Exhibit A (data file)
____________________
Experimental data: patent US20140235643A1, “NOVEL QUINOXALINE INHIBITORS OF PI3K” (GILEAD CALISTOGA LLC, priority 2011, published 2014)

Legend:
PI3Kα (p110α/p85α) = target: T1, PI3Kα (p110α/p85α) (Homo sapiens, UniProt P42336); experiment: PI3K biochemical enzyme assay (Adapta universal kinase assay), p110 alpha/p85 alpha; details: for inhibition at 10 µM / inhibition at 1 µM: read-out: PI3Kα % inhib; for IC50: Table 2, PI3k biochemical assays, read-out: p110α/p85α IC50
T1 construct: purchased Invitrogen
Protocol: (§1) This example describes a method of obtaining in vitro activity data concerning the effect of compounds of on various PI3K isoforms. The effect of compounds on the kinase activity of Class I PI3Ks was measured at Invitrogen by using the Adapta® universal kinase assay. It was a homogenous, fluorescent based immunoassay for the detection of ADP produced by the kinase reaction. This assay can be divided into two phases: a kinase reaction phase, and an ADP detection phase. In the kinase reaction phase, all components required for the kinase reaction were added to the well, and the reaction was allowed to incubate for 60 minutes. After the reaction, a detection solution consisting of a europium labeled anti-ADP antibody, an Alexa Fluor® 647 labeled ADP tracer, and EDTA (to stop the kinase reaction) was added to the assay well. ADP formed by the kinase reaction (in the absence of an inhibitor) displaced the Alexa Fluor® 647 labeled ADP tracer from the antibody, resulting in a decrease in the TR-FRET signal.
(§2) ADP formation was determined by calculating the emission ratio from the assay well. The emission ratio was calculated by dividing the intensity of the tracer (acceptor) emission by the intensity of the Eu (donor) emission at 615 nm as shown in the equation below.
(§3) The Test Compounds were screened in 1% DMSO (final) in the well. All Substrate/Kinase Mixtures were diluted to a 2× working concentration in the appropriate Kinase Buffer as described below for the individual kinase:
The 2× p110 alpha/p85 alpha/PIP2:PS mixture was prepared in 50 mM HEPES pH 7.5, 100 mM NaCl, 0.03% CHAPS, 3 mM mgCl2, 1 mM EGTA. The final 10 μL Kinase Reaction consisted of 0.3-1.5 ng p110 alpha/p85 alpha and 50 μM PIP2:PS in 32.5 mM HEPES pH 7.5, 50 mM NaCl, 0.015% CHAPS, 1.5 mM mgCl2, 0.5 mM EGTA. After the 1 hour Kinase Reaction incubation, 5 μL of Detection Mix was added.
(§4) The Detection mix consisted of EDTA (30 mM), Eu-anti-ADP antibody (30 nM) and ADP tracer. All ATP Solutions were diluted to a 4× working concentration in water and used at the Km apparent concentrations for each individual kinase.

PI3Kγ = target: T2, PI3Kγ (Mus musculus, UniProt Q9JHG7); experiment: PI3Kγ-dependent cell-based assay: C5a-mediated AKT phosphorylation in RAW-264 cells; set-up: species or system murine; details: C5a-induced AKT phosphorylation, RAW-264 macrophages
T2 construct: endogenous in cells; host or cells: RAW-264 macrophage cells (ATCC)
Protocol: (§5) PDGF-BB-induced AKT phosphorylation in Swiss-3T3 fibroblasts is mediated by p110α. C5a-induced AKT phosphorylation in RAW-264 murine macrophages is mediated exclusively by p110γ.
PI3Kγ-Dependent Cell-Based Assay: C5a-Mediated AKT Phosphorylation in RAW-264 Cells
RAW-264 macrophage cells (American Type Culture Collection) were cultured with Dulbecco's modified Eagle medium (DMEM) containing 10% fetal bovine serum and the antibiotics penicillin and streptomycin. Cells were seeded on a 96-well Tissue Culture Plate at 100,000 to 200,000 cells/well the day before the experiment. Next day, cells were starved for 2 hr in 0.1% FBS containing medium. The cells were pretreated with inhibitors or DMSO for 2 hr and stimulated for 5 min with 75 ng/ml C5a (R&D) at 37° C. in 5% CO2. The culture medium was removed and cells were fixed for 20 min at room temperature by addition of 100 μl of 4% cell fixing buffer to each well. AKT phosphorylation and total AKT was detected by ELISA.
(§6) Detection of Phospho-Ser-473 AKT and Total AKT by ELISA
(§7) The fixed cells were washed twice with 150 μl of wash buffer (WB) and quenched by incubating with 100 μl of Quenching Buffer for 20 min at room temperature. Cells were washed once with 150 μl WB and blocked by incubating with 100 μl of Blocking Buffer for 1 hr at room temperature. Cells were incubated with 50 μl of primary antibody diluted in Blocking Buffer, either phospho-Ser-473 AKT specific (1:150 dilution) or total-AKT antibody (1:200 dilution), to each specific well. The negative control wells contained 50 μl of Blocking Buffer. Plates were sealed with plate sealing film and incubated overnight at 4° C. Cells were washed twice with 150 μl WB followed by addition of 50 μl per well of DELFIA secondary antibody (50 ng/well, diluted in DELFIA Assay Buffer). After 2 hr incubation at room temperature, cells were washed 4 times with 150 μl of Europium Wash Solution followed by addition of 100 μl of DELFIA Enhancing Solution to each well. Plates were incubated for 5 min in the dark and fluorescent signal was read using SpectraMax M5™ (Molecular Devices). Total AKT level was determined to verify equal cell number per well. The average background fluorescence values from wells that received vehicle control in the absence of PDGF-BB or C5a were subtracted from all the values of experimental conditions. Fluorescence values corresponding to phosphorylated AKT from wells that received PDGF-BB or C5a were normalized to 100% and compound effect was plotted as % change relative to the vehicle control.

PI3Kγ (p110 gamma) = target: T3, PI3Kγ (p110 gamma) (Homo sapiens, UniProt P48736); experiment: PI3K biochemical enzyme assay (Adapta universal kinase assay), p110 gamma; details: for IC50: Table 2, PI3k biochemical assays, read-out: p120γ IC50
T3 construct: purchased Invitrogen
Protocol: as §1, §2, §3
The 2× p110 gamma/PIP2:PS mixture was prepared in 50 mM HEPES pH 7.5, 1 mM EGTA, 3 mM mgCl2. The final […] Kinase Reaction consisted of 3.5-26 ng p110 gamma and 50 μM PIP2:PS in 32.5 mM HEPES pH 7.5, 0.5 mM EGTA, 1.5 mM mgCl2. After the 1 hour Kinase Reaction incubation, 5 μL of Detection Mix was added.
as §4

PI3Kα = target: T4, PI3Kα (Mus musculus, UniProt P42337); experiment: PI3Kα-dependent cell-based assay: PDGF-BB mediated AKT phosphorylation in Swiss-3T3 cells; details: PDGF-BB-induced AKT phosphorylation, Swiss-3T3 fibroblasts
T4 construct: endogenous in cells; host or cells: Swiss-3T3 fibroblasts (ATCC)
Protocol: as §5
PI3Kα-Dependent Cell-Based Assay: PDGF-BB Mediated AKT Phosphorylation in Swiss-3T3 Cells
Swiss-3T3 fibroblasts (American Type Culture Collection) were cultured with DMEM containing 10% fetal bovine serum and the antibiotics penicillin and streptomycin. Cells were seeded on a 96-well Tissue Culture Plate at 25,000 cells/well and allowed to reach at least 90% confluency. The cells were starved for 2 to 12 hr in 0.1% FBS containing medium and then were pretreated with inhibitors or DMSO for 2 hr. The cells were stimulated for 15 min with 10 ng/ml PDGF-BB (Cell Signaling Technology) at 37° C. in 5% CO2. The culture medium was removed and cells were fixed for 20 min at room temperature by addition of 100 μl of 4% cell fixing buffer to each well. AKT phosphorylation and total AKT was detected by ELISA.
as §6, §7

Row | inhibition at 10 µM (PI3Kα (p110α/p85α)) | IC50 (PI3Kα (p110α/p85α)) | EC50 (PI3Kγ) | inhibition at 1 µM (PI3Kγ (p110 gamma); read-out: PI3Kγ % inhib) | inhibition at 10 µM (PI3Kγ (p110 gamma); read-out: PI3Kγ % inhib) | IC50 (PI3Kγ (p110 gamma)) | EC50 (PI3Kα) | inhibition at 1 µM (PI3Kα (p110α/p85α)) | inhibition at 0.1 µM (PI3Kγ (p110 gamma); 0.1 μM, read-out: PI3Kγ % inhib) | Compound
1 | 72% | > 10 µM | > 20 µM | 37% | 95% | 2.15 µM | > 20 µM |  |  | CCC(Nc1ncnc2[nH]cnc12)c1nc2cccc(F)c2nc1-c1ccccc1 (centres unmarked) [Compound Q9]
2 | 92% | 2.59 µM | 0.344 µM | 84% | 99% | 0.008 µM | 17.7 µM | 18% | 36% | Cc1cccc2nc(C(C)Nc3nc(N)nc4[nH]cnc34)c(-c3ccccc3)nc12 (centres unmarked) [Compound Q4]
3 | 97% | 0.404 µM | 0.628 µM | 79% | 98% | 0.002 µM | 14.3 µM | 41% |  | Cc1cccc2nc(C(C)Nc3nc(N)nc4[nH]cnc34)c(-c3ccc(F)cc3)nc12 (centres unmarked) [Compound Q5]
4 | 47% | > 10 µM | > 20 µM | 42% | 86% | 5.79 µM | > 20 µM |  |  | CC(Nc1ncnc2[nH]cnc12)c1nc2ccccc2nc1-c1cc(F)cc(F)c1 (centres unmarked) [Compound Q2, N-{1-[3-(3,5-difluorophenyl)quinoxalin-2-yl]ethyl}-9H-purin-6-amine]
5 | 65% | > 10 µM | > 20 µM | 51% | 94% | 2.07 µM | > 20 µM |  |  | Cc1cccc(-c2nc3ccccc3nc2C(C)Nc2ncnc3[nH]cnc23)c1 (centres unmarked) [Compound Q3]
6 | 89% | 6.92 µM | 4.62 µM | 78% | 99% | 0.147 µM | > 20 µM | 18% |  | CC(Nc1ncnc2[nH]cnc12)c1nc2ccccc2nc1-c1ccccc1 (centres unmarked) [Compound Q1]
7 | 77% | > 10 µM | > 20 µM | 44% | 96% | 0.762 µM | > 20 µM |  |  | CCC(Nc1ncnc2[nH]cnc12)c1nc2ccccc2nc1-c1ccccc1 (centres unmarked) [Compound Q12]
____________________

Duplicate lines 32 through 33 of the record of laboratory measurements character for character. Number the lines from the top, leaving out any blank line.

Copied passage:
4 | 47% | > 10 µM | > 20 µM | 42% | 86% | 5.79 µM | > 20 µM |  |  | CC(Nc1ncnc2[nH]cnc12)c1nc2ccccc2nc1-c1cc(F)cc(F)c1 (centres unmarked) [Compound Q2, N-{1-[3-(3,5-difluorophenyl)quinoxalin-2-yl]ethyl}-9H-purin-6-amine]
5 | 65% | > 10 µM | > 20 µM | 51% | 94% | 2.07 µM | > 20 µM |  |  | Cc1cccc(-c2nc3ccccc3nc2C(C)Nc2ncnc3[nH]cnc23)c1 (centres unmarked) [Compound Q3]